Characteristics of the Sample and Study Variables

As shown in Table 1, the sample consisted of 675 Korean American adults aged between 60 and 96 years; the average age across the sample was 70.2 years (SD = 6.87). More than half (58.8%) of the participants were women, and less than one quarter (23.4%) of the participants were not presently married. More than 70% of the participants had received a high school education or greater. The mean acculturation score was 15.8 (SD = 7.56) out of a possible 36 (range = 0–35). More than 12% of the participants reported that they had had a family member affected by AD. The mean score on the AD knowledge test was 7.01 (SD = 1.45) out of a possible 10 (range = 2–10). More than 14% of the participants reported that having a family member with AD would bring shame, and about 23% of the participants reported that they were aware of services for AD patients and family members.

Table 1
Descriptive Information for the Sample (N = 675)

Table 2 presents the individual items from the knowledge test and rates of incorrect answers. The latter ranged from 9.9% to 54.1%. The highest incorrect answer rate (54.1%) was found for Item 4, “AD is a normal process of aging.” Relatively high incorrect rates were also found for the following items: Item 9, “AD is generally fatal” (42.6%); Item 8, “Symptoms of depression are similar to those of AD” (42.3%); and Item 3, “AD is a form of insanity” (42.0%). Item 1, “AD could be contagious,” had the lowest rate of incorrect answers (9.9%), indicating that the majority of Korean American elders had the correct perception that AD is not contagious.

Table 2
Descriptive Information on Alzheimer’s Disease (AD) Knowledge Test

Multivariate Analyses

Prior to conducting multivariate analyses, we assessed bivariate correlations to assess underlying associations among the study variables. The variables were correlated in expected directions. The highest correlation coefficient was observed between education and acculturation (r = .38, p < .001), but it was not of a magnitude to raise concerns about collinearity. Also, collinearity diagnostics provided VIFs of less than 1.54, a value far less than 4, the suggested cutoff for multicollinearity (Montgomery & Peck, 1992).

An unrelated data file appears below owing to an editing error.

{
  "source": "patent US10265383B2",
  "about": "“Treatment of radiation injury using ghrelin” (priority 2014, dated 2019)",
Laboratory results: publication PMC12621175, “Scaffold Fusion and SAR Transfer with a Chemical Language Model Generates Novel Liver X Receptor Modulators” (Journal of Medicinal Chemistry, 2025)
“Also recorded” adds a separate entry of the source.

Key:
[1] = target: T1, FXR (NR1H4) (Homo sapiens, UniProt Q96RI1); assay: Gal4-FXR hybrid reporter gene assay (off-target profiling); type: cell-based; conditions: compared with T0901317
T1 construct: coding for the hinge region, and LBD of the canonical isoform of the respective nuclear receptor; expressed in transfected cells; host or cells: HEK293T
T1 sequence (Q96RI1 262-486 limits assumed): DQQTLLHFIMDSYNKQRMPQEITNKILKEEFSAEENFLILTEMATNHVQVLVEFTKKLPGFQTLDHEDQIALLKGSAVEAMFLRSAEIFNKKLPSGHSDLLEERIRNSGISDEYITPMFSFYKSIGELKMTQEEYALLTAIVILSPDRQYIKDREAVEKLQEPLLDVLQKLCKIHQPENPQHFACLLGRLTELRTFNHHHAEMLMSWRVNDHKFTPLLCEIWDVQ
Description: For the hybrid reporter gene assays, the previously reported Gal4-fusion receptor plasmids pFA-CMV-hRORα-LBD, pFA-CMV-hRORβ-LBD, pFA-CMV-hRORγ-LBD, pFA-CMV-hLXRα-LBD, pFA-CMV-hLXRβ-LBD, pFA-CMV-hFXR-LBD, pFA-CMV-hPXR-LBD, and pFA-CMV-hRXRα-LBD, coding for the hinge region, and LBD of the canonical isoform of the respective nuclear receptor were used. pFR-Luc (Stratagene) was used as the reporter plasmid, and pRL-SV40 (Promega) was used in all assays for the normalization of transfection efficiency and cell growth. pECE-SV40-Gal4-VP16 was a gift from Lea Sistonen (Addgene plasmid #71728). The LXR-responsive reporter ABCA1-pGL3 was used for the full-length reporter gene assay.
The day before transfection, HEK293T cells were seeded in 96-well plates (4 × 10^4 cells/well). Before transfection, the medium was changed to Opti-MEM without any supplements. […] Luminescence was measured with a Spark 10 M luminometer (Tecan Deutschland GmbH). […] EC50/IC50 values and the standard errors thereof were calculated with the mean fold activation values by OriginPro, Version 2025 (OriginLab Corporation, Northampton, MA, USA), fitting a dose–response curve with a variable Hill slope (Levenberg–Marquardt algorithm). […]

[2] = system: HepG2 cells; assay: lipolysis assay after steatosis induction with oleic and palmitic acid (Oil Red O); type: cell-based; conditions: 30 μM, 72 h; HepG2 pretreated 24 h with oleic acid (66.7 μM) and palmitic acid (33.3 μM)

Table 3 summarizes the results from hierarchical linear or logistic regression analyses on knowledge of AD, feelings of shame, and awareness of AD-related services. In the model for knowledge of AD, significance was obtained for education (β = .14, p < .01) and acculturation (β = .09, p < .05). Higher levels of both education and acculturation predicted a greater knowledge of AD.

Table 3
Regression Models of Knowledge of Alzheimer’s Disease (AD), Feelings of Shame, and Awareness of AD-Related Services

The likelihood of reporting feelings of shame increased significantly when individuals had lower levels of education (odds ratio [OR] = 0.42, 95% confidence interval [CI] = 0.25–0.69) or lower levels of acculturation (OR = 0.96, 95% CI = 0.92–0.99). In the final model, where demographic variables, acculturation, and prior experience of having a family with AD were controlled, less knowledge of AD (OR = 0.75, 95% CI = 0.64–0.88) significantly increased the odds of reporting feelings of shame.

Finally, awareness of AD-related services was found to increase when individuals were married (OR = 0.50, 95% CI = 0.28–0.88), had more education (OR = 2.04, 95% CI = 1.23–3.38), or had a higher level of acculturation (OR = 1.03, 95% CI = 1.01–1.06). When demographic characteristics and acculturation were controlled, having a family member with AD (OR = 2.23, 95% CI = 1.33–3.74) significantly increased the odds of being aware of AD-related services. Awareness of such services was not associated with a better knowledge of AD (OR = 0.95, 95% CI = 0.93–1.09) or with feelings of shame (OR = 0.81, 95% CI = 0.44–1.49).


Responding to a need for more research on how racial and ethnic subgroups understand and cope with AD (Alzheimer’s Foundation of America, 2007; USDHHS, 2001), the present study examined predictors of the three outcome variables (i.e., knowledge about AD, feelings of shame, and awareness of AD-related services) among Korean American elders.

One of the most common misconceptions was that AD is a normal part of aging, a perception endorsed by more than half (54.1%) of the participants. Studies of racial and ethnic minorities (e.g., Ayalon & Areán, 2004; Hinton et al., 2000; Jones et al., 2006) have frequently shown that AD is normalized rather than viewed as a medical condition. This finding is important because such normalization hinders early detection of AD and appropriate use of services (Kane, 2000; Werner, 2005). About 42% of the participants to the present study associated AD with insanity, and a similar percentage of participants were misinformed about its nature (e.g., “AD is generally fatal”) and symptoms (e.g., “Symptoms of depression are similar to those of AD”). Given that such misconceptions are linked to stigmatization, can impede access to treatment, and can lead to unrealistic expectations about disease prognosis, efforts to promote knowledge in those areas should be prioritized.